Do Reptiles Have Scaly Skin?
Reptiles are ectothermic, or cold-blooded, animals whose skin is covered in scales or bony plates. Different species of reptile have different types of scales, but all reptiles have some sort of scales or plates. The reasons for this include protection and a better ability to survive in their environment.
Protection from Harm
Scales provide a strong defense layer for reptiles, protecting them from attacks from other predators. These scales create a hardened suit of armor that not only protects the reptile from harm, but also helps the reptile retain water. The structure of the scales are designed to act as a barrier to prevent predators from easily penetrating their skin.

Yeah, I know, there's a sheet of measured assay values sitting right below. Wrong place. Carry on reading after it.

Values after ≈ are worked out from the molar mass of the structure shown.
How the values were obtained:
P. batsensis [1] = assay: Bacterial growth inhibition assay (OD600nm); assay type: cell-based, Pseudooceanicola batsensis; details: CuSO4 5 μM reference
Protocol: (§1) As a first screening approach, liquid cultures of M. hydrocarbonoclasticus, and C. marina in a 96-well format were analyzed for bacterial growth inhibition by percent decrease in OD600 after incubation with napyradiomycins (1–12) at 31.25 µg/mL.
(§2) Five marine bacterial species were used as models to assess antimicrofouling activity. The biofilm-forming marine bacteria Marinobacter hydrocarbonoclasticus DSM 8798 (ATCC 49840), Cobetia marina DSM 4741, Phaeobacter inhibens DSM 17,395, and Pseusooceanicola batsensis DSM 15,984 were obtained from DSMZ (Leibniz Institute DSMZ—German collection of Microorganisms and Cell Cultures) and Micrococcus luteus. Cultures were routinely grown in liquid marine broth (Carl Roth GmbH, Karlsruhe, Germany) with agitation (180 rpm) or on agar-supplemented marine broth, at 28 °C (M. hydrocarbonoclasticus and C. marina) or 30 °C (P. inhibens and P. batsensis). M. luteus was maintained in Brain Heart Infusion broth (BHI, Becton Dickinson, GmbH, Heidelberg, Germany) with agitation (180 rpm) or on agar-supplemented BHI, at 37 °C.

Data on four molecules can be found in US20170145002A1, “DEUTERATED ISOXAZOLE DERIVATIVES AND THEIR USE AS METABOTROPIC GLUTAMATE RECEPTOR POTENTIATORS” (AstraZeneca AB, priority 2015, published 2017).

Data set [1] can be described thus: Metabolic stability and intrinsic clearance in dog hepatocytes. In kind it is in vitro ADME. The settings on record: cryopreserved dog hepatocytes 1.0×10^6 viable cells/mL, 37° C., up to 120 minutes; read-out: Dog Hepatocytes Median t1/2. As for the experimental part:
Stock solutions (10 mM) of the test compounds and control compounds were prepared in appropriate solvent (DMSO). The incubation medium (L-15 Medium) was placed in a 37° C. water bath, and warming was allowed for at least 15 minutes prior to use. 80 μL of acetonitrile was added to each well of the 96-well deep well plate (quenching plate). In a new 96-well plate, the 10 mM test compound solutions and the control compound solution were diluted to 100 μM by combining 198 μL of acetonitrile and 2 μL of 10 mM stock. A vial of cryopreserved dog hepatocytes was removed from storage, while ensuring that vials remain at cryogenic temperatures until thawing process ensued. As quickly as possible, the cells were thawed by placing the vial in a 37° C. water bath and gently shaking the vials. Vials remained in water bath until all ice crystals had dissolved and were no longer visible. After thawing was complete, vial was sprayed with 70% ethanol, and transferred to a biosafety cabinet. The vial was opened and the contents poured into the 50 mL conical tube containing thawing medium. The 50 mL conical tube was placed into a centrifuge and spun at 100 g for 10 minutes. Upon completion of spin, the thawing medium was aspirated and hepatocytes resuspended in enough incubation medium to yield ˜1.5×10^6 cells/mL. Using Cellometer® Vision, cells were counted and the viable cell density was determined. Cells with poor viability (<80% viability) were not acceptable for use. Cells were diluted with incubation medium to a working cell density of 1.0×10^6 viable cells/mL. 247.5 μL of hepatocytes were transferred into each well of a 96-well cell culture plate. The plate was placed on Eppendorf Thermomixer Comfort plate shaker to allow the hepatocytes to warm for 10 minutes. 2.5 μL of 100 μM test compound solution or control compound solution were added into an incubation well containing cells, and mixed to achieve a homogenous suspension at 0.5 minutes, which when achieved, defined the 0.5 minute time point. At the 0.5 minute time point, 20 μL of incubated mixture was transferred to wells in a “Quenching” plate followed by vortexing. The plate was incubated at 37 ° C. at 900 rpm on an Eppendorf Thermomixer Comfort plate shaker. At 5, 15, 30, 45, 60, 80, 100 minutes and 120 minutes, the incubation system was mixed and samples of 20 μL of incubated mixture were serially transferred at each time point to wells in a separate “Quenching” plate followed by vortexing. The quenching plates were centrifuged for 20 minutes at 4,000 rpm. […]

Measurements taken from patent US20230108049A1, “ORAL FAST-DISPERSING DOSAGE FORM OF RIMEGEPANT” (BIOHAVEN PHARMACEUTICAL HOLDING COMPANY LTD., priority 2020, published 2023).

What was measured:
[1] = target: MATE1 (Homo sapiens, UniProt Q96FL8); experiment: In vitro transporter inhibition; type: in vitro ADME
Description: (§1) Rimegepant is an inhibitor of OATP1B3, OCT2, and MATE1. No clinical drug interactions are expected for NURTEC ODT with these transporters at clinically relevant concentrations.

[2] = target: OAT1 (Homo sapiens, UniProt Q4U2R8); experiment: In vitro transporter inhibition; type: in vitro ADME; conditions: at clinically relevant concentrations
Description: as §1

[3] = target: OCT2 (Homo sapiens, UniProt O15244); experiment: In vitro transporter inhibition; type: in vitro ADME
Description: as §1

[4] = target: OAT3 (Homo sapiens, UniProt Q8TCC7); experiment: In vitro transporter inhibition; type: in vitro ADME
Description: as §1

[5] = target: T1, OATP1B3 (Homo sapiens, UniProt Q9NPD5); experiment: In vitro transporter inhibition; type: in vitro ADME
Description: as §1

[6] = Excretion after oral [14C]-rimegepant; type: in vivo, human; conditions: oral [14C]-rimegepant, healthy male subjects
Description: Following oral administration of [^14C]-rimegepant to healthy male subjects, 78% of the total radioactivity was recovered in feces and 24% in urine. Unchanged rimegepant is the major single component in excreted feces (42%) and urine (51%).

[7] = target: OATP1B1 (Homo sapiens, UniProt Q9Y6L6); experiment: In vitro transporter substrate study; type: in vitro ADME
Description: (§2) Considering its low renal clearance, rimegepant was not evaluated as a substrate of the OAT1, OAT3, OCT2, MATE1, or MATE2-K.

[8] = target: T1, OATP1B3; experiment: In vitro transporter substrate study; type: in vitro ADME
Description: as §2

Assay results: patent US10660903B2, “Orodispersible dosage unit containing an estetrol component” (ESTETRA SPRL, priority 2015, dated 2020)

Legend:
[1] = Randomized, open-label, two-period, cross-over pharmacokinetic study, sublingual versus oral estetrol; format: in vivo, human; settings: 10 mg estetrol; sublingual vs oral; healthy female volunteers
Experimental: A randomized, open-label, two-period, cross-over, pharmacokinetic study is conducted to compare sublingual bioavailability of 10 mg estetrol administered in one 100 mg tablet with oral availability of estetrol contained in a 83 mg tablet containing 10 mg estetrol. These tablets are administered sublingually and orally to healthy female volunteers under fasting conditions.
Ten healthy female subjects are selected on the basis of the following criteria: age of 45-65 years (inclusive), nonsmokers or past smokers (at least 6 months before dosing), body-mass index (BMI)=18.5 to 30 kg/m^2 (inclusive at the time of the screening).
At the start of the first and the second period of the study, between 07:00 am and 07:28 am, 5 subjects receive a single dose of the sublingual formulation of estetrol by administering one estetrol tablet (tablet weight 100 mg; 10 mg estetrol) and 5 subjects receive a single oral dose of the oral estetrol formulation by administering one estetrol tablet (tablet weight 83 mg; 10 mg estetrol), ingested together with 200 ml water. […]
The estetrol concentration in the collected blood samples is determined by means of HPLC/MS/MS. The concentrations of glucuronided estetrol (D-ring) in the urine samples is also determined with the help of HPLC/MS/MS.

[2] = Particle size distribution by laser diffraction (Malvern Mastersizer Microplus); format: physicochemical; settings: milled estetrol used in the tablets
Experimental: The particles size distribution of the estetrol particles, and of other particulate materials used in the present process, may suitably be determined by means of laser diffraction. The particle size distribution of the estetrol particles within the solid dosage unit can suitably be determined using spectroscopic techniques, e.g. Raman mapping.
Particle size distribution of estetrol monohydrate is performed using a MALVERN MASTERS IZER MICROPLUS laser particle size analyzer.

Adapting to the Environment
Scaly skin also provides reptiles with the opportunity to adapt to different environmental conditions. Reptiles are able to adjust their scale size and coloration to camouflage better in their environment. This adaptation makes them less visible to predators, which helps them stay safe.
How Do Reptiles Grow Their Scales?
Reptiles’ scaly skin is made up of keratin, a tough protein that hardens when exposed to air and can range from small bumps to full-size plates. The scales grow out of the epidermis and are attached to the bones underneath the skin. The epidermis is responsible for producing new layers of keratin, which gives the reptile a new layer of scales every time it sheds its skin.
Reptiles have evolved over time to have scaly skin for both protection and better adaptability to their environment. This type of skin is made up of keratin and a variety of different scales, providing reptiles with additional defense. Reptiles also benefit from their scaly skin by adjusting the size and color to better suit their environment.